Prior to the revision of the church year and lectionary, the Fourth Sunday of Advent really was "Christmas" Sunday in many Protestant churches. Lections were changed, Christmas hymns and carols were sung, and sermons were oriented toward the celebration of Christmas rather than toward Advent. It was almost as if there were two celebrations of Christmas; people could take their choice of attending one or the other - or both - of the Christmas services. Such practices were a natural outgrowth of interpreting Advent as a time to prepare for "the birth of Christ in our hearts" at Christmas.
Bill Thomas Frank Ramirez Ron Love Mark Ellingsen Bonnie Bates Bob Ove
Jeremiah 17:5-10 On Sunday, August 5, 2012, Garrett Reid killed himself in the dorm room at Lehigh University where the Philadelphia Eagles were holding training camp. Garrett is the oldest son of the Eagles’ head coach Andy Reid. Garrett had a history of drug problems and even spent some time in prison on drug related charges. Andy Reid told the team’s owner that in this difficult situation he would continue to move forward, saying “I’m going to hit that curveball and hit it out of the park.” Ron L.
There is a powerful scene in Robert Bolt’s play A Man for All Seasons. The story is that of Sir Thomas More, loyal subject of the English crown. King Henry VIII wants to change things to suit his own devious plans, so he requires all his nobles to swear an oath of allegiance which violates the conscience of Sir Thomas More before his God. Since he will not swear the oath, More is put in jail. His daughter Margaret comes to visit him. “Meg,” he calls her, with affection. She’s his pride and joy, the one who thinks his thoughts after him.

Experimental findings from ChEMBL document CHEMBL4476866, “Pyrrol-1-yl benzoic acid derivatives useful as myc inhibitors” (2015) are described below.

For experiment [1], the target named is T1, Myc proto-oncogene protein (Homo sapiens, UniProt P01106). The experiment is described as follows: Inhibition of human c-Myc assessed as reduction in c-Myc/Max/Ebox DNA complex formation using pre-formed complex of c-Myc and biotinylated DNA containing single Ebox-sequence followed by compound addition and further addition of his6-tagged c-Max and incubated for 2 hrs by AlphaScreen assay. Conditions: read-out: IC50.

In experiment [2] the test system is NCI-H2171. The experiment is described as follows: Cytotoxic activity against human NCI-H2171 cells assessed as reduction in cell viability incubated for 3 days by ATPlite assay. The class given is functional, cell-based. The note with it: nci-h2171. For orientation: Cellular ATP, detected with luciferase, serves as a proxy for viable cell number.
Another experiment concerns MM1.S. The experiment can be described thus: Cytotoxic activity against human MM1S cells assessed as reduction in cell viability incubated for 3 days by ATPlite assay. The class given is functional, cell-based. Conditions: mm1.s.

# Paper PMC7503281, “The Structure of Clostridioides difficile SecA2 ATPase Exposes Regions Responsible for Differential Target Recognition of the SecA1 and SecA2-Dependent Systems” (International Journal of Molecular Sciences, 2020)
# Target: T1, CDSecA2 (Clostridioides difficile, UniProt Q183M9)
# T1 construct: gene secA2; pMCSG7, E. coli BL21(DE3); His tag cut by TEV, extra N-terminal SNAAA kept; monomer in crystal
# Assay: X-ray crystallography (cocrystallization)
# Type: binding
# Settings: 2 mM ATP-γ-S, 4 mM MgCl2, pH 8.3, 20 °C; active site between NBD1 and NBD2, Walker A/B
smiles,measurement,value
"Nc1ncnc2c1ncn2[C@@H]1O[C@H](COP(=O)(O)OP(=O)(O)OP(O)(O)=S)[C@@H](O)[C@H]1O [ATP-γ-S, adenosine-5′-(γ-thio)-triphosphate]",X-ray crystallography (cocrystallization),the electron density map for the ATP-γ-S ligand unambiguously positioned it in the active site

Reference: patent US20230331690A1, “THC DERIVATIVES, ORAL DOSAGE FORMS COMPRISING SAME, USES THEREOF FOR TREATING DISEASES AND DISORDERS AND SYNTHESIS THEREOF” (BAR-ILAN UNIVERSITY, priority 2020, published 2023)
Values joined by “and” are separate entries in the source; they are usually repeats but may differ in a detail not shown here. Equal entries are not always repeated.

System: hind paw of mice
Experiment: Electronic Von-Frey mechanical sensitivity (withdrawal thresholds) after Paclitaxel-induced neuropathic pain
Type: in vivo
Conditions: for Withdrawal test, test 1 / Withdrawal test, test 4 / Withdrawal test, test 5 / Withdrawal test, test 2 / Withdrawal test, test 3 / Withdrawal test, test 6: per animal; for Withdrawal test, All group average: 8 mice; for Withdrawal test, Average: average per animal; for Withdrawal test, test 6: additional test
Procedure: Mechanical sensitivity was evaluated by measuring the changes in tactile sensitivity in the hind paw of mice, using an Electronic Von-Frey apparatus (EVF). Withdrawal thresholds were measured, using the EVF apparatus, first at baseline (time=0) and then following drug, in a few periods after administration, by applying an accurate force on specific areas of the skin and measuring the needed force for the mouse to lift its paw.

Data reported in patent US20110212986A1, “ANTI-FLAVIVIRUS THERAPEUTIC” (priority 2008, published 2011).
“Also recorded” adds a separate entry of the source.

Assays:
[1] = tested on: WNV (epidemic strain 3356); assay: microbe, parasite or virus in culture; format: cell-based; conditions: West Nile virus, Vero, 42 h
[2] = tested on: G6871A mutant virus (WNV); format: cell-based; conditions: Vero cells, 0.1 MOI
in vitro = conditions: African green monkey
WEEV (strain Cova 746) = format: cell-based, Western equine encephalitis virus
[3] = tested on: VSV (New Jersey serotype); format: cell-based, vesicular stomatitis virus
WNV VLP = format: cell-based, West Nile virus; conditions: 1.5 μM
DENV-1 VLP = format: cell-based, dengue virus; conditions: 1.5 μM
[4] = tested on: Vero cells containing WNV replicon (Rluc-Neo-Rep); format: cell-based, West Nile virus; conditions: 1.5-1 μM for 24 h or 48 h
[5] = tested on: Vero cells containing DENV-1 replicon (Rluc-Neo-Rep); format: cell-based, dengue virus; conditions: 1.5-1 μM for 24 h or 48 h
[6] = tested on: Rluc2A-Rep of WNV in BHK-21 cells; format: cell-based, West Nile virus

We tend to think of Saints as special holy people who are perhaps not quite real. But in this reading, Jesus makes it clear that those who are very ordinary because they are poor, or hungry, or sad, or otherwise disadvantaged in some way, are especially blessed. This is a story about Casper, who spoke in fun but found his words were taken rather seriously.
"Louise, can you and Pastor Hal come to Thanksgiving dinner at our house this Friday? I have this really, really big turkey, and I don't want a ton of leftovers," Tracy implored her friend.
"Well, I'd love to, but we always invite a widower, Andy Vespa, each Thanksgiving. I don't want him to be by himself with his pork and beans. Of course, Steve and Vicki will be here, too," Louise replied. "Andy's always been a part of this family gathering."